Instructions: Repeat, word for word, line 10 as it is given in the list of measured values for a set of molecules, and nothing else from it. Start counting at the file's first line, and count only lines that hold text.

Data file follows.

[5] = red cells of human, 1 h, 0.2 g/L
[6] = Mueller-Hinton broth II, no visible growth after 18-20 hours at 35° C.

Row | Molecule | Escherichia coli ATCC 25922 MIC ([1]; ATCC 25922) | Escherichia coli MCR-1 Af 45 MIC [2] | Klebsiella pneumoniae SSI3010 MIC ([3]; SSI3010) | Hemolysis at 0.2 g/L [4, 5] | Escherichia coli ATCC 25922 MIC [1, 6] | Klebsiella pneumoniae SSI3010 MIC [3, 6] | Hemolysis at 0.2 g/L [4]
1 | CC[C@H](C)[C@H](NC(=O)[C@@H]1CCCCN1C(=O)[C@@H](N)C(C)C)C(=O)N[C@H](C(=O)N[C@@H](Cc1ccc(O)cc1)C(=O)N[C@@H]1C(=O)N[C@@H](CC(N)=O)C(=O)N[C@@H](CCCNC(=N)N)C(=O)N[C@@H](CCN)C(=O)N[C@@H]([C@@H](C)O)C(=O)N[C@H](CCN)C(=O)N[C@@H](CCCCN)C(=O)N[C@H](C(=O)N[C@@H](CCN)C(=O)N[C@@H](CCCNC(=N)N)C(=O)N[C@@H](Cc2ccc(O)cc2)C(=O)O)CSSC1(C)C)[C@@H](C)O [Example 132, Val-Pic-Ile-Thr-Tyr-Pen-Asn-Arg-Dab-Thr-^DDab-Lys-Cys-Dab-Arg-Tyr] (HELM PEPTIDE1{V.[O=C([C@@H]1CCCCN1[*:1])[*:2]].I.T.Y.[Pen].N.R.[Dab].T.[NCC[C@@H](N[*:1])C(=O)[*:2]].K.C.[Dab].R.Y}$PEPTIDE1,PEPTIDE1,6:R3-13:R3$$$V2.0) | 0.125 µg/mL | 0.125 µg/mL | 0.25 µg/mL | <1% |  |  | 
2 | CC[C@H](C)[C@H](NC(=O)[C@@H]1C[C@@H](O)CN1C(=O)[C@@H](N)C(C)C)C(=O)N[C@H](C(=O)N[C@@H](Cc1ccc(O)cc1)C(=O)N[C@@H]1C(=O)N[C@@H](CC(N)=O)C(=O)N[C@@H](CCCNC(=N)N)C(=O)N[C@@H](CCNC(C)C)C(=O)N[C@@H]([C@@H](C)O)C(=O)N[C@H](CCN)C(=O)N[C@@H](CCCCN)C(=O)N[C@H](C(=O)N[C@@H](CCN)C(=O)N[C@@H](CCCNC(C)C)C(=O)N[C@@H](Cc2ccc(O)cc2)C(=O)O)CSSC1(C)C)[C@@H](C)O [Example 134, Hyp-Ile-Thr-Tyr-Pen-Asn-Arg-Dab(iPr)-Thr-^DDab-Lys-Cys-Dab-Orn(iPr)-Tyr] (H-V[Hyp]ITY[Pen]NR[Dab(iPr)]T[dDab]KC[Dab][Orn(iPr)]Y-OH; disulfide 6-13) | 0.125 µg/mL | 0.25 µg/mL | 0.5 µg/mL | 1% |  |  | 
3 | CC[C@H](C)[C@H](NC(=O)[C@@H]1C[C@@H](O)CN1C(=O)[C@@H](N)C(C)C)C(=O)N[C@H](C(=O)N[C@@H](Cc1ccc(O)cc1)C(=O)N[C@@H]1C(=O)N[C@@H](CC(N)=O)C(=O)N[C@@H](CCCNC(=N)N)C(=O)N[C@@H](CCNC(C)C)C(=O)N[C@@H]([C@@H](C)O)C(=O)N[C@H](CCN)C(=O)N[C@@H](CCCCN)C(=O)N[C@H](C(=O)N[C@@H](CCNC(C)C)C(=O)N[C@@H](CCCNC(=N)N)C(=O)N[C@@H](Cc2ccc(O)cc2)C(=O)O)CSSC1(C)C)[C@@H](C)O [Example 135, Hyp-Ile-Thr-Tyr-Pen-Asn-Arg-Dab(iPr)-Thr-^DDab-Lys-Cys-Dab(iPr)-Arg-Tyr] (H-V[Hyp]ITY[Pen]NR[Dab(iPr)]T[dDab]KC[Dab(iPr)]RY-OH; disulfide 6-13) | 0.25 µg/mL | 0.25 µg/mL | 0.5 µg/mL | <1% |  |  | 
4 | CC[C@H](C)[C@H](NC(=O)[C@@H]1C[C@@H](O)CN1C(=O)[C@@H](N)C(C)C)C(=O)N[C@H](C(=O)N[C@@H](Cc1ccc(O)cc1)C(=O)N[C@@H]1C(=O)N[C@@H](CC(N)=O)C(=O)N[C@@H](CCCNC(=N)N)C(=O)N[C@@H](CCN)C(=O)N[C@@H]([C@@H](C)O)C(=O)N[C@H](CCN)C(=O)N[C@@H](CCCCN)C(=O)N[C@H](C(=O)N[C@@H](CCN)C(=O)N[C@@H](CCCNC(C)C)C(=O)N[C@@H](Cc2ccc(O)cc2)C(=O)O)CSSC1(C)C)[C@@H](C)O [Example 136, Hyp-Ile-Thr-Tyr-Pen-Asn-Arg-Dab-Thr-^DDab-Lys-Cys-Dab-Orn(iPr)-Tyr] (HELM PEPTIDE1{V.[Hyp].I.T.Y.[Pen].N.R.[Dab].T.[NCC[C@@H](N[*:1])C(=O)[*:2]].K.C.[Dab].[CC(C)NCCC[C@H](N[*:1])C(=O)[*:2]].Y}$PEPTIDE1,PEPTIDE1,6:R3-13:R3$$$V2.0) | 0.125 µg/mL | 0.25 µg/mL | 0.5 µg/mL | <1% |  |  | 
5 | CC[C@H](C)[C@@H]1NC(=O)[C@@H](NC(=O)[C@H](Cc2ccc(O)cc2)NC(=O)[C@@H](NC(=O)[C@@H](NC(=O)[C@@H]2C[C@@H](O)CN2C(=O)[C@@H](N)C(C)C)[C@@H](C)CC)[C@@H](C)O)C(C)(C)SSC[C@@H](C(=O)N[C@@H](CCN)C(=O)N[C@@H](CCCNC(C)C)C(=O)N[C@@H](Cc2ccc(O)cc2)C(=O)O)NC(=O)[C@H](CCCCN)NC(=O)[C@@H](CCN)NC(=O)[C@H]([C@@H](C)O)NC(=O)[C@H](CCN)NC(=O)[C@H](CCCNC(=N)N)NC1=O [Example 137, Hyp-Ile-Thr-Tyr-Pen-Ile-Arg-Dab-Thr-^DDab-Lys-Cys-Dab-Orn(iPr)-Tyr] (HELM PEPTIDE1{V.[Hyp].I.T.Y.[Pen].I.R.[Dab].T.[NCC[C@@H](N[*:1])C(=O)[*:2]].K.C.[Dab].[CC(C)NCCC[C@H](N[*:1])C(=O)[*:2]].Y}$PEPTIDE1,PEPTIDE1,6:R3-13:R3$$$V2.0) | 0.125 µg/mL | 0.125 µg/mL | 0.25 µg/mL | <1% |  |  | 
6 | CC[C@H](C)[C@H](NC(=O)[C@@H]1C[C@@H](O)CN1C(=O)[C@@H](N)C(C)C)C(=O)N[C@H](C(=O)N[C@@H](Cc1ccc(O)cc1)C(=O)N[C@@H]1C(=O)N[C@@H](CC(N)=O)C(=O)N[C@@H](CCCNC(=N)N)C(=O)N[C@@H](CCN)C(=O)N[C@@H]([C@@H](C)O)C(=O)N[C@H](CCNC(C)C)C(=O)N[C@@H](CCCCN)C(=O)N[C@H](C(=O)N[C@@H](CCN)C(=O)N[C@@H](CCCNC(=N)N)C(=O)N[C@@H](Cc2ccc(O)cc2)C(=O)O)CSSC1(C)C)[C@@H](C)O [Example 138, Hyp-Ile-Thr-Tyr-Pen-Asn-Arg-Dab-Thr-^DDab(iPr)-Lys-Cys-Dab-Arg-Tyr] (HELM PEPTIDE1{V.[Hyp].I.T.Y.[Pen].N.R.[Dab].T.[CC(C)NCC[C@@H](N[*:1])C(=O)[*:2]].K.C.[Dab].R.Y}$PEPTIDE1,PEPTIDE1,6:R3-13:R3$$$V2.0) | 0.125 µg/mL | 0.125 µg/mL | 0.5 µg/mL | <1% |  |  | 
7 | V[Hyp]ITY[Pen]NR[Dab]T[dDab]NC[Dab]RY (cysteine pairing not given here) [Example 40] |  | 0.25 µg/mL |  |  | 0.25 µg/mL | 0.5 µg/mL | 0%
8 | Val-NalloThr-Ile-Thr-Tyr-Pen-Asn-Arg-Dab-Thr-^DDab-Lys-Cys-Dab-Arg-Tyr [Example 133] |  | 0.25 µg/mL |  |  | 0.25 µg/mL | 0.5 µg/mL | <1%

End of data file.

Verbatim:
7 | V[Hyp]ITY[Pen]NR[Dab]T[dDab]NC[Dab]RY (cysteine pairing not given here) [Example 40] |  | 0.25 µg/mL |  |  | 0.25 µg/mL | 0.5 µg/mL | 0%